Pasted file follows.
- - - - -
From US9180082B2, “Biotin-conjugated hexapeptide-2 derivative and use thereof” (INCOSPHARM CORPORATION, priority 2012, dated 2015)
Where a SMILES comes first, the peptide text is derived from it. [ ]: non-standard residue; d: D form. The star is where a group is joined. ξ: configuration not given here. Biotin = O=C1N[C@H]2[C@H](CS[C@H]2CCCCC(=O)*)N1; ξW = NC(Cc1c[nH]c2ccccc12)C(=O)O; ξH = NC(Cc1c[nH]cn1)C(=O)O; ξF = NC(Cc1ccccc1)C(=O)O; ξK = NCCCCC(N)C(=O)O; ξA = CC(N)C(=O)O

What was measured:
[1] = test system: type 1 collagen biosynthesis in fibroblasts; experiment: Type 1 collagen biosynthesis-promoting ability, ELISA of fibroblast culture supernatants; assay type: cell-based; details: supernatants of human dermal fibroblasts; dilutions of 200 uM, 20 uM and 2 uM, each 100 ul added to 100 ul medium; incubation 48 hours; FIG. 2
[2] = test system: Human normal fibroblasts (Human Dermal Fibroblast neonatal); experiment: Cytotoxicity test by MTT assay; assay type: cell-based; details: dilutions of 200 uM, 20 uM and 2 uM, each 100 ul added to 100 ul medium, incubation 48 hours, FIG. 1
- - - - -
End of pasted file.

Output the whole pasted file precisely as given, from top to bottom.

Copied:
From US9180082B2, “Biotin-conjugated hexapeptide-2 derivative and use thereof” (INCOSPHARM CORPORATION, priority 2012, dated 2015)
Where a SMILES comes first, the peptide text is derived from it. [ ]: non-standard residue; d: D form. The star is where a group is joined. ξ: configuration not given here. Biotin = O=C1N[C@H]2[C@H](CS[C@H]2CCCCC(=O)*)N1; ξW = NC(Cc1c[nH]c2ccccc12)C(=O)O; ξH = NC(Cc1c[nH]cn1)C(=O)O; ξF = NC(Cc1ccccc1)C(=O)O; ξK = NCCCCC(N)C(=O)O; ξA = CC(N)C(=O)O

What was measured:
[1] = test system: type 1 collagen biosynthesis in fibroblasts; experiment: Type 1 collagen biosynthesis-promoting ability, ELISA of fibroblast culture supernatants; assay type: cell-based; details: supernatants of human dermal fibroblasts; dilutions of 200 uM, 20 uM and 2 uM, each 100 ul added to 100 ul medium; incubation 48 hours; FIG. 2
[2] = test system: Human normal fibroblasts (Human Dermal Fibroblast neonatal); experiment: Cytotoxicity test by MTT assay; assay type: cell-based; details: dilutions of 200 uM, 20 uM and 2 uM, each 100 ul added to 100 ul medium, incubation 48 hours, FIG. 1